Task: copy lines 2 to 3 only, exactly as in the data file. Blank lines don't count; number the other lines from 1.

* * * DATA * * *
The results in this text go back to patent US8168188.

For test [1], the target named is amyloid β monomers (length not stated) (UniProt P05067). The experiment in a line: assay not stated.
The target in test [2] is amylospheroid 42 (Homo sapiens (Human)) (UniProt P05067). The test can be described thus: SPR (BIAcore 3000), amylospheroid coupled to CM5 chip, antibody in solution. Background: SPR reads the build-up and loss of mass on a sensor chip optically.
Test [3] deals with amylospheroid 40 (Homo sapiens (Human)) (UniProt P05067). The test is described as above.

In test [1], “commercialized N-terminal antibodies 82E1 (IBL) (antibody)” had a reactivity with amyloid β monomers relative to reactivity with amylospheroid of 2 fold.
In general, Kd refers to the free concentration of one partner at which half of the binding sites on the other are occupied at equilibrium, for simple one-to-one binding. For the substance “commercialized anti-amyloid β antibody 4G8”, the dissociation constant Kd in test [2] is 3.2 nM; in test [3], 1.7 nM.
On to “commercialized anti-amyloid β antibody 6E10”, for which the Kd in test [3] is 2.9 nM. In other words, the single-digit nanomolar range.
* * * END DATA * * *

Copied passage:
For test [1], the target named is amyloid β monomers (length not stated) (UniProt P05067). The experiment in a line: assay not stated.
The target in test [2] is amylospheroid 42 (Homo sapiens (Human)) (UniProt P05067). The test can be described thus: SPR (BIAcore 3000), amylospheroid coupled to CM5 chip, antibody in solution. Background: SPR reads the build-up and loss of mass on a sensor chip optically.